Where opal superstitions began

So where did opal's bad luck story originate and why?

Although fantastical stories of witches and sorcerers strengthening their magical powers with black opals exist, and Medieval Europeans believed opal to resemble the 'Evil Eye', the most popular source of the story that opal is bad luck began with the great 19th century author Sir Walter Scott.

In 1829, Scott wrote a novel called Anne of Geierstein in which a character named the Baroness of Arnheim wears an opal talisman with supernatural powers. According to the story, the Baroness dies when a drop of holy water falls onto the opal and drains the stone of its colour.

Lucky for Scott, his book was very popular; unfortunately for opal, people at that time began to associate opals with bad luck and death, and amazingly sales of the gemstone dropped by 50% and remained low for 20 years after. 

In the 19th Century, opal's reputation also took a hit as the cause of falling monarchies, famine, pestilence, and the Black Plague - Europeans started believing a bright and colourful opal worn by a patient lost its brilliance after the wearer died. 

Disgruntled diamond traders also played a big hand in fuelling the bad luck myth at the turn of the through one of the oldest marketing tactics around – word of mouth.

At the turn of the 20th century, a large amount of opal was making its way to markets in the USA, Europe and England, causing then emerging diamond specialists De Beers to panic at the prospect of opal becoming more popular than diamonds.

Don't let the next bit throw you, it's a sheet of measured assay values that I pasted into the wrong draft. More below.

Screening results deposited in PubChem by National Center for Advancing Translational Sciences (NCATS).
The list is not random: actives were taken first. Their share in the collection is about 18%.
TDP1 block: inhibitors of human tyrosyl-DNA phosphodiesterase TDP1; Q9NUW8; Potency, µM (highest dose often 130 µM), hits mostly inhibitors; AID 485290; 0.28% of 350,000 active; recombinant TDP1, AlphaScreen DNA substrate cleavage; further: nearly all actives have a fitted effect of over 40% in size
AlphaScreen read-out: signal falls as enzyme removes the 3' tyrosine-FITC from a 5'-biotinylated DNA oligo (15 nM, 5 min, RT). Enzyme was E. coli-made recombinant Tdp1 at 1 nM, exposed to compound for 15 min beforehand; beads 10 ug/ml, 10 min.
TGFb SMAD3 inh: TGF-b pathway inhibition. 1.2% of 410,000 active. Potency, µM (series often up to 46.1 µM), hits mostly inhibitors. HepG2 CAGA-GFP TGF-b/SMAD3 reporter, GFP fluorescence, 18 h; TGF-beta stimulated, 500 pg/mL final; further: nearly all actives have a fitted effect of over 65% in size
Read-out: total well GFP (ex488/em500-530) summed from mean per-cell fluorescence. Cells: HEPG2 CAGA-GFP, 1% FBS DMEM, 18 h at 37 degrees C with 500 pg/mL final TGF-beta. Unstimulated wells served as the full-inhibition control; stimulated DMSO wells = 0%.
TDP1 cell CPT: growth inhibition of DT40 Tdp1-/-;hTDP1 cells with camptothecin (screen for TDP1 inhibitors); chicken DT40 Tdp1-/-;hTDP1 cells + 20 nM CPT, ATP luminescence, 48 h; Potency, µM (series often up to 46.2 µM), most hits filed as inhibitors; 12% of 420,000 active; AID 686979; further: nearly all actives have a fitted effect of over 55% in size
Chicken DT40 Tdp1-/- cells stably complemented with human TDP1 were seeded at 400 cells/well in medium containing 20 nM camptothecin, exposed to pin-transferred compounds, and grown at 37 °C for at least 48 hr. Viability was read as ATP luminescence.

To ensure diamonds retained a bigger market share, De Beers avidly propagated a rumour that opals were bad luck and promoted it with gusto.

Sadly, they were so successful some people today still think opal is a bad luck stone, an unfortunate belief inherited from grandparents and great-grandparents who bought into De Beers’ lie.

Another possible reason opals were promoted as bad luck by diamond traders is that the gemstone is softer than a diamond - around 6 versus 10 on Mohs scale of mineral hardness. As such, opals sometimes crack if a great amount of heat or pressure is applied, 

Opal's growing popularity

Australian opal has become increasingly popular and increased in value over the past decade, and is often the gemstone of choice by leading jewellery designers like jeweller to the stars Irene Neuwirth.

Recent news articles have also shown that there is a veritable fortune to make in mining opal as demand booms, and new rushes are highly sought after for those with their eyes on the glittering prize. 

So are opals lucky or unlucky?

In reality, the story that opal causes bad luck is now nothing more than an old-fashioned urban myth. But we hope with all the information you’ve just read you're now well-armed with a response the next time someone says they are.

Be sure to tell anyone who doubts opal's beauty and popularity just how the poor gemstone has been unfairly treated over the years, and how its brightness, vivid colour, mystery and good luck attributes have continued to shine through, making it one of the most popular coloured gemstones today.

Do you have a good or bad luck opal story to tell? Contact us as we'd love to hear all about it.